I don't deny that if your blurb is short and punchy, it’s practically guaranteed to be intriguingly memorable. But it's a fact that short is not always best. A too-short blurb may be less than dazzling. Instead of being memorable, it can lack details to capture true interest in readers. Once, I was revising blurbs for two different authors. One gave me about five total sentences. The other gave me five long paragraphs. Guess which one I enjoyed the most? Yes, I've admitted I prefer long blurbs, but with the short blurb, I couldn't find anything to connect to. Not enough information was given for me to feel any intrigue and desire to read more. The five long paragraphs weren't enough to satisfy me for the other book. I loved everything I read and I was just eating it up! But, as a blurbologist, I knew it was far too long for the average reader, so I did suggest cuts. My point is, an effectively good blurb isn't going to fit into any word count minimums or maximums because the point isn't about whether it's long or short. All that really matters when it comes to blurb size is whether it's effectively good. 

Genre will play a part in the size of your back cover blurb. Science fiction, fantasy, and historical books (especially if part of a series) may have longer back cover and series blurbs: up to four paragraphs instead of the standard one or two. That's because the blurb may have to make sense of whole worlds, cultures and philosophies, which, in many cases may seem vastly different from what a modern reader is used to. Less weighty genres set in time periods and worlds modern people are accustomed to--such as romance, suspense, general fiction, maybe even speculative stories--rarely have more than two paragraphs that make up the back cover blurb. So, here's a go-to list of our size figures for each blurb type: 

A high-concept blurb is rarely more than a single sentence long but can be up to two sentences in length. Actual word count is certainly not a factor in this unless your sentences are long enough to be shocking. Most are rarely more than 20 words long.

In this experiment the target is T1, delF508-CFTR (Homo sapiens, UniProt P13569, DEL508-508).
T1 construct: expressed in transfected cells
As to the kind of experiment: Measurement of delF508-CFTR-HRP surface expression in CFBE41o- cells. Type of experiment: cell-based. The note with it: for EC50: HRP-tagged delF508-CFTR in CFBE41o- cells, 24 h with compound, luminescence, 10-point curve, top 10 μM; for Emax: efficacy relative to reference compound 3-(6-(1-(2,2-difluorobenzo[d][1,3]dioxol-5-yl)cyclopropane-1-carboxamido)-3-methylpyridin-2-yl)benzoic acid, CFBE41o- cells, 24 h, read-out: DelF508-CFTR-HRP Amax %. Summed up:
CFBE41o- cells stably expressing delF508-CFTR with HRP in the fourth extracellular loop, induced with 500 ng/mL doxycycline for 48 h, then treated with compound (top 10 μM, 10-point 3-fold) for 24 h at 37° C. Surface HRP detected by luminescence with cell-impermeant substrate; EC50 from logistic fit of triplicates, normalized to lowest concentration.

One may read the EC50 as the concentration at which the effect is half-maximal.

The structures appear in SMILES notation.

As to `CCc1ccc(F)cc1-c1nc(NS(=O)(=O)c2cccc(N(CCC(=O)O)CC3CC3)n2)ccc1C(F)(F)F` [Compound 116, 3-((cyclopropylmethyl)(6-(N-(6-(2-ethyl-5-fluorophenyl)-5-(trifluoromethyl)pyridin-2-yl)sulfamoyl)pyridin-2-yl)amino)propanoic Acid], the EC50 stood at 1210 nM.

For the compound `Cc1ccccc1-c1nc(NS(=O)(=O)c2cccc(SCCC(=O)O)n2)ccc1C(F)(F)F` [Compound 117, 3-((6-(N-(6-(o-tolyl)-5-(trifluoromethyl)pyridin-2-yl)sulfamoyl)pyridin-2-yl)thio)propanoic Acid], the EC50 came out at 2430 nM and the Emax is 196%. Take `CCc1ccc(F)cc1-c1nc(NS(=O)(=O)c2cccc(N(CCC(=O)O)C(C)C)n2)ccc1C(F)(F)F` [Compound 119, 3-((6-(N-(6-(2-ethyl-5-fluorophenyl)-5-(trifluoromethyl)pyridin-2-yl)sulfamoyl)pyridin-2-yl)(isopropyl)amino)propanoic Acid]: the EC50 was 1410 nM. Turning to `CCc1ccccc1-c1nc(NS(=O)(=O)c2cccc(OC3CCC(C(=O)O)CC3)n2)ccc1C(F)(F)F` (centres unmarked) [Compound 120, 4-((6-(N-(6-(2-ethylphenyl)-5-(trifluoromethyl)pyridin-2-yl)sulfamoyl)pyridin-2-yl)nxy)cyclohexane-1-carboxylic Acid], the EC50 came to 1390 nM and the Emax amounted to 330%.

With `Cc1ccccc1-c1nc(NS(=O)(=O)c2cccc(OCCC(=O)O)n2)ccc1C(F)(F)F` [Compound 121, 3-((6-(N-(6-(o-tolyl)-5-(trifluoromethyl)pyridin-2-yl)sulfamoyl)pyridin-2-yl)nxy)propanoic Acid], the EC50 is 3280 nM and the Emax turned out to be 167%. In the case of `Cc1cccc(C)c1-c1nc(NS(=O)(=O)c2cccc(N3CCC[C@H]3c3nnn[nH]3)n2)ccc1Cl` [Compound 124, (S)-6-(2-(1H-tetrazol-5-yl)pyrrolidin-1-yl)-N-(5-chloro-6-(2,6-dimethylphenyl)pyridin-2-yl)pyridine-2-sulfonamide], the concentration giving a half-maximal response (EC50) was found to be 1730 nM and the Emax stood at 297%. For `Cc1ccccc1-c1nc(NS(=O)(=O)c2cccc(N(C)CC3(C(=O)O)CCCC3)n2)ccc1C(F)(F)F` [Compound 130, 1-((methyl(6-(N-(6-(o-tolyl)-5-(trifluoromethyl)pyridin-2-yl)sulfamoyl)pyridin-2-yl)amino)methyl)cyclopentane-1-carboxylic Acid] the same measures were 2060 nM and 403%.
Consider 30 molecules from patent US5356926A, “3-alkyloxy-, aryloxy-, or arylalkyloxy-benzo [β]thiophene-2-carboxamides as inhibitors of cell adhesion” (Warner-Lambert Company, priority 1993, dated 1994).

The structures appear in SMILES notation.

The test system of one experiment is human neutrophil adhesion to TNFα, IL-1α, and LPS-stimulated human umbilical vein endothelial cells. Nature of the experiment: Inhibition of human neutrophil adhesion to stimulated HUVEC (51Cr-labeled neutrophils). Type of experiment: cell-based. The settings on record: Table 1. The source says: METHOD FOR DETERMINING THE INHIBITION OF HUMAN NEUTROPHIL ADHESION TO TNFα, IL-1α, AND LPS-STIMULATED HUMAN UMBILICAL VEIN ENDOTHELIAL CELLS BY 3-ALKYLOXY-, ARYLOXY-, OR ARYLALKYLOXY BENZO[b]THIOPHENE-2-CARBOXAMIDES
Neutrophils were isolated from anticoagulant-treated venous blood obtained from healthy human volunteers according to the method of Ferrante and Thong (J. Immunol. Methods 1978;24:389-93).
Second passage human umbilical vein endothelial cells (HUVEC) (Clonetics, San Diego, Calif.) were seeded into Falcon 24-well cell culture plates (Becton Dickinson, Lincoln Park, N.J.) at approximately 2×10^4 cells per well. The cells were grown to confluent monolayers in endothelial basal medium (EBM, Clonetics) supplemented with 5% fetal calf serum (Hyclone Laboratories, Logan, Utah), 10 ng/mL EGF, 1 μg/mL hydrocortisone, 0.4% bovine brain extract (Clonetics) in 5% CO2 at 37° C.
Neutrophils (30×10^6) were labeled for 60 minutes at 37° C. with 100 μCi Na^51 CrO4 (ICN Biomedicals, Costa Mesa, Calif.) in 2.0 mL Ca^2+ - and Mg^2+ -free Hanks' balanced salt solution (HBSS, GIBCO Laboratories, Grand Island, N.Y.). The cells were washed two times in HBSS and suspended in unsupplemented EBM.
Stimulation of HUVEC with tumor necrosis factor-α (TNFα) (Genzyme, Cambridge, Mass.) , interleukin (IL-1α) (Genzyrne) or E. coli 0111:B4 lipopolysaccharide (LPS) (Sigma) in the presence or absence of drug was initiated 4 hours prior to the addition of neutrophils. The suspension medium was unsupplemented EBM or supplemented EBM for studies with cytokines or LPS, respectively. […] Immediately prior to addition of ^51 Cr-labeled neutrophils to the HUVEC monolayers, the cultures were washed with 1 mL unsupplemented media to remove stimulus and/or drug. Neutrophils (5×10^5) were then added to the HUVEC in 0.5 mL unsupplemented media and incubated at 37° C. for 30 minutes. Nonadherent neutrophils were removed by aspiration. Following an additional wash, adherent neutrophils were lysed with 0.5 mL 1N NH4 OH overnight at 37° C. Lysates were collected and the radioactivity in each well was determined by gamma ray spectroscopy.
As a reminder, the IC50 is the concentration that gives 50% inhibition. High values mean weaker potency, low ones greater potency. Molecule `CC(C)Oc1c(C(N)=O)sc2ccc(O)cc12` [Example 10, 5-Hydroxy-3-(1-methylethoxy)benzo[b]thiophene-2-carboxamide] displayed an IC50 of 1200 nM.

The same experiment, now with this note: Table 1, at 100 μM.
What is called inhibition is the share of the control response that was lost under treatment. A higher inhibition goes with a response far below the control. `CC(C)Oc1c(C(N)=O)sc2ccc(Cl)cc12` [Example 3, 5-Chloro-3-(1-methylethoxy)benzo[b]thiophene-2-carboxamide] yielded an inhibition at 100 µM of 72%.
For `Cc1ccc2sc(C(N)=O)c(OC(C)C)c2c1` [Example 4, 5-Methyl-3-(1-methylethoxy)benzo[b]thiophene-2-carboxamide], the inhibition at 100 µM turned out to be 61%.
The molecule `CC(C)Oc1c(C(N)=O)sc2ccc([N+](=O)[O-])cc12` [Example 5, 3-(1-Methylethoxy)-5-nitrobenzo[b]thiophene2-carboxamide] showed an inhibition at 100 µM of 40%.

A back cover blurb can be anywhere from one to four paragraphs long. Back in the day when there were only print copies of books, they used to have to fit blurbs solely on the back cover of that physical book (whether it was a mass market paperback, trade or another size). Depending on the size of the paperback, 200-450 words was about the maximum comfortable fit on a back cover. Anything longer and the font would have to be made smaller, or less "blank" space would be available for margins. It is possible to fit about 425 words on a trade size paperback and still have it look attractive and be fairly readable. I've done it with my own. But, as we said, this can be at the expense of a largely readable font size and open space.  

A series blurb can also be anywhere from one to four paragraphs in length--but preferably one unless it's for a genre that requires a bit more room, as we've already covered. 

Between the high-concept, story and series blurbs, you generally have an absolute maximum of 450 total words to use, but 250 or less for all three combined is recommended. 

Promotional considerations are the major and the main reason for having short blurbs. I don't believe a blurb that includes only high-concept blurb will ever be effective in making the reader jump right to buying the book. With that kind of thinking, authors have skipped an absolutely vital step. This is very definitely a progression. The reason for a high-concept blurb is to lure the readers in with a punch of intrigue so they'll want to read the rest of the blurb (which will hopefully make them want to read the book). So the high-concept blurb tempts the reader to read the back cover blurb and the back cover blurb incites the reader to make the commitment to read the story. When I see a book promotion that has a high-concept blurb that really speaks to me, makes me want to know more, I'll go looking for the back cover blurb. I rarely skip right to buying the book because I need to know more in order to make the commitment to buy. Think of it as an equation (the arrow stands for "leads to"): 

High-concept blurb PUNCH --> Back cover blurb to find out more information --> Commitment to buy and read the book 

Authors need to be aware of this progression to be effective in distributing and marketing their books. If you don't have any limitations, go with the most effectively good combination of all three blurbs for the proper application, whether it be distribution or marketing. 

In Part 4, we'll talk about when to write your blurbs. 

Karen S. Wiesner is the author of Writing Blurbs That Sizzle--And Sell!

Volume 7 of the 3D Fiction Fundamentals Collection 

Happy writing! 

Karen Wiesner is an award-winning, multi-genre author of over 150 titles and 16 series. Visit her here:

1 comment:

  1. Speaking of blurb-writing blunders by publishers' staffs, one of Mercedes Lackey's recent Valdemar novels displays a blurb on the cover flap that bears only a tenuous resemblance to the plot of the novel (and even gets the protagonist's name wrong). What happened was that the publisher went ahead with the preliminary synopsis the author had sent and for some reason didn't check with her before going ahead with the book design. Had they done so, of course she would have updated the blurb to make it accurate. New dust jackets were to be produced for subsequent printings, and I was lucky enough to buy the original uncorrected version -- so I have a dust jacket that will become a minor collector's item.